My Brief Encounter with Adoniram Judson

Written By Benedict Tan, Malaysia

Adoniram-JudsonI had not heard of Adoniram Judson until I came across the biography about him, “Adoniram Judson: How Few There Are Who Die So Hard!” by Bible teacher and theologian John Piper. Intrigued, I decided to read about this “obscure” missionary that Piper had taken time to write about. It was then that I found out that Adoniram was the first American Protestant missionary to preach the gospel in Myanmar.

Adoniram was born in 1788 and started out on a promising footing. He was raised by godly parents and entered Brown University as a sophomore aged 16. He graduated at the top of his class three years later. But it was also during this period of his life that he was lured away from the Christian faith by a fellow student.

His journey back to the faith began one night at a village inn. In the room next to where he was staying, he heard the groans of a dying man. He later found out that the man who had passed away was in effect the friend who had led him away from Christ! It was a rude awakening that caused Adoniram to reflect on his own life, and after many months of struggle, he committed his life to God.

On July 13, 1813, he and his newly-wedded wife went to Rangoon. That began “a life-long battle in the 108-degree heat with cholera, malaria, dysentery, [imprisonment] and unknown miseries that would take two of his wives and seven of his thirteen children, and colleague after colleague in death.”

Suffering appeared to be the main theme of Adoniram’s life, but it is not a word we like to hear. Most of us are comfortable where we are in life, with a good family, stability in studies or work, good friends, and a church where we feel comfortable in. Why would anyone want to give all these up for a difficult life in a foreign land? And yet, Piper writes that “God designs that the suffering of his ministers and missionaries is one essential means in the joyful, triumphant spread of the gospel among all the peoples of the world.”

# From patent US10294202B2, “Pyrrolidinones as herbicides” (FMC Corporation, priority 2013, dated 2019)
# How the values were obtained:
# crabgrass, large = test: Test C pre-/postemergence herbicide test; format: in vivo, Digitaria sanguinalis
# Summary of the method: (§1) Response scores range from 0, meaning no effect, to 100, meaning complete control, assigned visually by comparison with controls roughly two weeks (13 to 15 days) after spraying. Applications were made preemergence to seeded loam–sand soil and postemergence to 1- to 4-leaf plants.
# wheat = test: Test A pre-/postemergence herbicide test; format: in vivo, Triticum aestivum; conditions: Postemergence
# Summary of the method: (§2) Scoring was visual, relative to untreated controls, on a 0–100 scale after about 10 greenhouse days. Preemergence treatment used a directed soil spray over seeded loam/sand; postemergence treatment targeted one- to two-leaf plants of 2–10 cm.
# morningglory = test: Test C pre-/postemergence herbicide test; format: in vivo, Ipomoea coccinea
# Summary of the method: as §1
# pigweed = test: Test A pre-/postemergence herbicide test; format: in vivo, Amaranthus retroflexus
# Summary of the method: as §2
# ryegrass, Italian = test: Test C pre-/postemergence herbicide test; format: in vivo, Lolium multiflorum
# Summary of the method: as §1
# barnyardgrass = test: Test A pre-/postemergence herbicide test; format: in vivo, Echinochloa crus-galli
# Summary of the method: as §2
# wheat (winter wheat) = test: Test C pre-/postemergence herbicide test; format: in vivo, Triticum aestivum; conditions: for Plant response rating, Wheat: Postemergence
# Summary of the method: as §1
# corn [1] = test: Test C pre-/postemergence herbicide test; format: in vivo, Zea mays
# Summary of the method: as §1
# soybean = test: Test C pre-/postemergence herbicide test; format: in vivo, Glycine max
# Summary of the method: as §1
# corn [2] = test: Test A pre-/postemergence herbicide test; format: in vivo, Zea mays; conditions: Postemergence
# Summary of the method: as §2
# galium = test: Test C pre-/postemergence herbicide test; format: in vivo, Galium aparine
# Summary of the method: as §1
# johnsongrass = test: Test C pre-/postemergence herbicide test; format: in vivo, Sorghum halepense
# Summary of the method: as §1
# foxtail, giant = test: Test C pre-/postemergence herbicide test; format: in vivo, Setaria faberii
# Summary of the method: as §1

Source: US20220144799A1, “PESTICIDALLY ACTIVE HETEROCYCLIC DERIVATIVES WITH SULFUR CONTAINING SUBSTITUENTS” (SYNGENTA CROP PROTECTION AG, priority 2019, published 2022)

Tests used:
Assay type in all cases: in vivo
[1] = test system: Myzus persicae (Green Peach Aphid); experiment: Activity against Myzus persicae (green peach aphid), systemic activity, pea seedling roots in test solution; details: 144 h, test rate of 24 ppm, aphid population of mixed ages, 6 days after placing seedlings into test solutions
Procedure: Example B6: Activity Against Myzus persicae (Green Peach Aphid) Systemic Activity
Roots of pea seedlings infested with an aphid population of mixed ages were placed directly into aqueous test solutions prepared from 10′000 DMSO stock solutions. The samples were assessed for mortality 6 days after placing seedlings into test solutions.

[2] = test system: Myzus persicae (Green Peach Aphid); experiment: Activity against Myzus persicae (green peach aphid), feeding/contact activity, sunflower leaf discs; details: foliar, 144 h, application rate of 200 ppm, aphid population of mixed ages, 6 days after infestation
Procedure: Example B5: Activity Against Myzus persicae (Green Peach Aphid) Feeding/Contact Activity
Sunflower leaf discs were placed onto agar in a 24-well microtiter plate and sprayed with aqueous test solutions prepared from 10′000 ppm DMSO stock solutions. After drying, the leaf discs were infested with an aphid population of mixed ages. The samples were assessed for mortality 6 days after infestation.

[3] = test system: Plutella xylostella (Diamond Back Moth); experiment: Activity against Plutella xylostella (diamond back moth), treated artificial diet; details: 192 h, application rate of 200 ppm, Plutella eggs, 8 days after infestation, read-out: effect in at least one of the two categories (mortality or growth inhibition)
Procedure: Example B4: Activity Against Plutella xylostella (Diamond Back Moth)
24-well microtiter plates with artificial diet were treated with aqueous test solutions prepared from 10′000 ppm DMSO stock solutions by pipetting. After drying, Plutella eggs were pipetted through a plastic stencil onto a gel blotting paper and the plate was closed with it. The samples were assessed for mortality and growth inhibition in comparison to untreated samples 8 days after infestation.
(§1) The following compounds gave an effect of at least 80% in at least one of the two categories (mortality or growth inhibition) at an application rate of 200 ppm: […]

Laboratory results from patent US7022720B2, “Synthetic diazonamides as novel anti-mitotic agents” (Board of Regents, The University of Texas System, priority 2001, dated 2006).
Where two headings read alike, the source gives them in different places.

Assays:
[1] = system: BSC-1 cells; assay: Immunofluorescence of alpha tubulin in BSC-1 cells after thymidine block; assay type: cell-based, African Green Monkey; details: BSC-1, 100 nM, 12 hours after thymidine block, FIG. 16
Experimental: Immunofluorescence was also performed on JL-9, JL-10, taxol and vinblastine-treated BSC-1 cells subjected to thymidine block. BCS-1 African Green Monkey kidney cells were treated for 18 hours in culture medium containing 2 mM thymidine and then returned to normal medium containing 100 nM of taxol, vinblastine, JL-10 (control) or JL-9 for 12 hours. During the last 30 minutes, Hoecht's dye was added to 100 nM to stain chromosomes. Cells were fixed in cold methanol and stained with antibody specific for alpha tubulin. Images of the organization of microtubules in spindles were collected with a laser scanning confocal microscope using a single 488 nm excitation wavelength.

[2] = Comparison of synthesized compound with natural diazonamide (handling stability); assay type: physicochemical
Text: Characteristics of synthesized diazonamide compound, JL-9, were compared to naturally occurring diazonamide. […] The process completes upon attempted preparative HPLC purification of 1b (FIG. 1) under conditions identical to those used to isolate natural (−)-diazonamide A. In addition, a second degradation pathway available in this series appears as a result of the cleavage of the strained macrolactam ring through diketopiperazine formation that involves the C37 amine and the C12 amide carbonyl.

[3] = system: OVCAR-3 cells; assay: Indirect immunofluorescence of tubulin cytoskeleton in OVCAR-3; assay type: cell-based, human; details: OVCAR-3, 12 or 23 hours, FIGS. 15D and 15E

I felt jolted and challenged by Piper’s book. I was amazed by the fact that six years passed before Adoniram and his wife baptized their first convert in Myanmar. It served both as an encouragement and a rebuke to me, as I recalled how tempted I had been to give up on evangelism after just a few tries.

It was interesting to read that Adoniram himself also had doubts in the gospel at certain points of his life. After the death of his wife and first daughter, Piper recorded that “self-doubt overtook his mind, and he wondered if he had become a missionary for ambition and fame, not humility and self-denying love.” He tried to lead an ascetic life, choosing to live in isolation and asking for his salary to be drastically reduced. And in spiritual despair he wrote at one point, “God is to me the Great Unknown. I believe in him, but I find him not.”

Despite the suffering Adoniram had to face and his battle with sin, however, God kept him serving in the mission field faithfully and gradually led Adoniram out of the darkness of desolation to hope and glory in the transforming power of the gospel. Piper noted that “the main legacy of his 38 years in Burma was a complete translation of the Bible into Burmese and a dictionary that all the later missionaries could use.” Piper also recorded that “today there are close to about 3700 congregations of Baptists in Myanmar who trace their origin to this man’s labours of love.”

In telling the story of Adoniram Judson, Piper strips away any preconceived notion of “glamor” about missions and shows us that it is painful and ugly. Missionaries may even die for their mission. Yet, Piper argues, dying is worth it. It is worth it because evangelizing to the nations is part of God’s mission. I found this a hard idea to stomach, and was forced to ask myself if I had made comfort and security my idols, and whether I was willing to die for the gospel. I finished the book shedding a tear or two.

Are you considering going on a mission or becoming a missionary? Do you find the idea of missions too abstract and distant? I would like to encourage you to read this biography and be inspired by Adoniram’s life. (Download the free eBook here.) May you also be challenged by Piper’s words: “The question for us is not whether we will die, but whether we will die in a way that bears much fruit.”

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